Cuckoo Search Based Decision Fusion Techniques for Natural Terrain Understanding

Cuckoo Search Based Decision Fusion Techniques for Natural Terrain Understanding

Arpita Sharma, Samiksha Goel
Copyright: © 2014 |Pages: 21
DOI: 10.4018/ijaec.2014040101
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This paper proposes two novel nature inspired decision level fusion techniques, Cuckoo Search Decision Fusion (CSDF) and Improved Cuckoo Search Decision Fusion (ICSDF) for enhanced and refined extraction of terrain features from remote sensing data. The developed techniques derive their basis from a recently introduced bio-inspired meta-heuristic Cuckoo Search and modify it suitably to be used as a fusion technique. The algorithms are validated on remote sensing satellite images acquired by multispectral sensors namely LISS3 Sensor image of Alwar region in Rajasthan, India and LANDSAT Sensor image of Delhi region, India. Overall accuracies obtained are substantially better than those of the four individual terrain classifiers used for fusion. Results are also compared with majority voting and average weighing policy fusion strategies. A notable achievement of the proposed fusion techniques is that the two difficult to identify terrains namely barren and urban are identified with similar high accuracies as other well identified land cover types, which was not possible by single analyzers.
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Earth observation is emerging at a faster pace than ever before. In recent years, the advent of more influential sensor systems and techniques empower us to excerpt more detailed information from the observed data. However, to attain better terrain understanding (Wilkinson, 2005) development of effective data analysis techniques is required, which can utilize the full potential of the observed data. Terrain understanding is a significant task in remote sensing as it spans its applications ranging from civilian to surveillance and military, like urban monitoring and planning, catastrophe assessment, water body management etc. Although techniques stretching from classical statistical methods to modern computational approaches have been developed for this purpose but no single terrain analyser was found to be capable of identifying widely different terrains present in any region with desired accuracy, even after all parameters/architectures of the scheme have been fully optimized (Zhao, 2010). This motivated developers to shift their focus to design the ensemble of classifiers, which adopts some effective fusion technique to combine the knowledge provided by different experts (i.e. terrain analyzers) about the terrain type. The important prospect of fusion is focused on exploiting the complementary knowledge provided by different experts to obtain better overall understanding of the terrain type.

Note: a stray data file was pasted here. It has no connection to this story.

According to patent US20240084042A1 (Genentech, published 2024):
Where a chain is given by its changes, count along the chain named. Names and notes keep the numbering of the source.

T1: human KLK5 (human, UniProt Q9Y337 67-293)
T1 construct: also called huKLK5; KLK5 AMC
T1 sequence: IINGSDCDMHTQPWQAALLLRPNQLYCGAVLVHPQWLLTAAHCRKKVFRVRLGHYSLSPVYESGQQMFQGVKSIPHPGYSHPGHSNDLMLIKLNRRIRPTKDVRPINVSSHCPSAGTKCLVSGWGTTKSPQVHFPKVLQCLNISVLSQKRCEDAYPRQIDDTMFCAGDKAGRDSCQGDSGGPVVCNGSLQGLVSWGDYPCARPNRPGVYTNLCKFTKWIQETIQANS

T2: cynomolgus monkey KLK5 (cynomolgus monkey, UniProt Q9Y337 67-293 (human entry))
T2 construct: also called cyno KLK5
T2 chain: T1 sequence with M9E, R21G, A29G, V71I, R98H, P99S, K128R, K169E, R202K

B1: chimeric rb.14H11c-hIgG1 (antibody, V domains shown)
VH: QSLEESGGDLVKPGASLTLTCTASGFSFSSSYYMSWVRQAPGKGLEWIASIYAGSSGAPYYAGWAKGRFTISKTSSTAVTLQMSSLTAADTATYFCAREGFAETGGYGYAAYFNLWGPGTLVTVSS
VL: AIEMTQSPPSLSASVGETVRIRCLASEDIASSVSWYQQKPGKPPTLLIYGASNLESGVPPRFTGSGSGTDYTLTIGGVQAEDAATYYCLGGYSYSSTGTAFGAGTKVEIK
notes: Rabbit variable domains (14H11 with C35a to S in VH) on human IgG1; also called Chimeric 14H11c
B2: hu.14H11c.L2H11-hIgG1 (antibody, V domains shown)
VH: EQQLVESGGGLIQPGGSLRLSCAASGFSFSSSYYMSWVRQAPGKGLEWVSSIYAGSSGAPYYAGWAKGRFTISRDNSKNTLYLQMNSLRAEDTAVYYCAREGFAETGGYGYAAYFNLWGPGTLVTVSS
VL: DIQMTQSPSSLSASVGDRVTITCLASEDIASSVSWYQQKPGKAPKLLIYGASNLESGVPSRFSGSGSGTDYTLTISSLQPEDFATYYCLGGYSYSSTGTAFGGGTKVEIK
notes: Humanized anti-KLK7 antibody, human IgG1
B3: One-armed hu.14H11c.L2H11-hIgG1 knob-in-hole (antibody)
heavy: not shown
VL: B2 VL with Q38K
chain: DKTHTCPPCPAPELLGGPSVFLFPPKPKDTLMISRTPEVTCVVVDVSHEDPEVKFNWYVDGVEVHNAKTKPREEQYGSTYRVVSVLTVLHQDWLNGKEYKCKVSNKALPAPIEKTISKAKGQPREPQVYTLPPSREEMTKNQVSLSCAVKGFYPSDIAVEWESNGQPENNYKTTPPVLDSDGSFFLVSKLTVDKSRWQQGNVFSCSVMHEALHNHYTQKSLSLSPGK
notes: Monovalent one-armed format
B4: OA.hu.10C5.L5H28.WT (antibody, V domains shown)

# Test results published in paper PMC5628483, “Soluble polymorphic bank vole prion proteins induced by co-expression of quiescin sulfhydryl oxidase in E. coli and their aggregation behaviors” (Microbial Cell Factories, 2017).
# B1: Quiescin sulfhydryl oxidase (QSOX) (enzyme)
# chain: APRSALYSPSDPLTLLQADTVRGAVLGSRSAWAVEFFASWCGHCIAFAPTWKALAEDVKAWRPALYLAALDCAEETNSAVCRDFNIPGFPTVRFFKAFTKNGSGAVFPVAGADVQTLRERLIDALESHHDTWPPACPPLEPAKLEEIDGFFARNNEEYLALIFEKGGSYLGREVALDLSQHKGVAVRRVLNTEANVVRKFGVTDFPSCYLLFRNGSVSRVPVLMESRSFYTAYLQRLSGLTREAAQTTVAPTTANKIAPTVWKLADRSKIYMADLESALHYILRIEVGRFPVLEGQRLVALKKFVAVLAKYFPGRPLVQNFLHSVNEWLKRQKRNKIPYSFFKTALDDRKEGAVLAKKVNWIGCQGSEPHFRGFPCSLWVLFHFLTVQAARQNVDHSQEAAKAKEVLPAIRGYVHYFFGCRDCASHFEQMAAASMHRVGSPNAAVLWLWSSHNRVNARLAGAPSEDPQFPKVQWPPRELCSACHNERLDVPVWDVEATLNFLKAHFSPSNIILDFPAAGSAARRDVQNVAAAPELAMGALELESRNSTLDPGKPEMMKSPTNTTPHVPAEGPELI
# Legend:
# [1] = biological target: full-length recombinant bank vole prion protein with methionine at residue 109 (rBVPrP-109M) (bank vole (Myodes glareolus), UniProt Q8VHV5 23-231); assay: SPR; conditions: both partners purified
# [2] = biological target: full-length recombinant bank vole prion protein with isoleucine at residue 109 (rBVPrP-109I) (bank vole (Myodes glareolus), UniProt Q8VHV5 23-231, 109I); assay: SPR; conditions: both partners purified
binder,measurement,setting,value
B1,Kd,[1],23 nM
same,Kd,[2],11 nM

Image fusion is an amalgamation of two or more different images to create a new image after applying certain algorithm (Genderen, 1998). Image fusion can be achieved at three different processing stages - low level (Information/pixel level), intermediate level (feature level) and high level image fusion (decision level), according to the stage at which the fusion is carried out. Each of the three levels received remarkable attention by the researchers (Aery, 2012; Wang, 2005). In this paper, a decision level fusion technique is developed using a nature inspired optimization technique called Cuckoo Search.

Nature inspired meta-heuristics are adopted because of its power to emulate the pre-eminent features in nature, such as synchronization, parallelization, distributiveness, scalability, robustness, adaptability, manageability, redundancy, cooperation, and coordination (Kari, 2008; Yang, 2010). Cuckoo search (Yang, 2009) is one of the latest techniques which have proved its proficiency in widely different problem domains with respect to the other well-known techniques of this pool. Four different nature inspired terrain classifiers were applied to real datasets of multispectral satellite images of Alwar region (Rajasthan, India) and Delhi region, India. The experts’ outputs obtained are fused using the proposed CSDF and ICSDF methods to extract maximum information. Experimental results demonstrate, (i) Identification of two otherwise difficult to identify terrains with higher accuracy and (ii) Substantially improved overall accuracy of the proposed schemes over those obtained by individual analyzers as well as classical majority voting policy (Mahmoud, 2004) and statistical weighing policy (Tzeng, 2006) fusion techniques.

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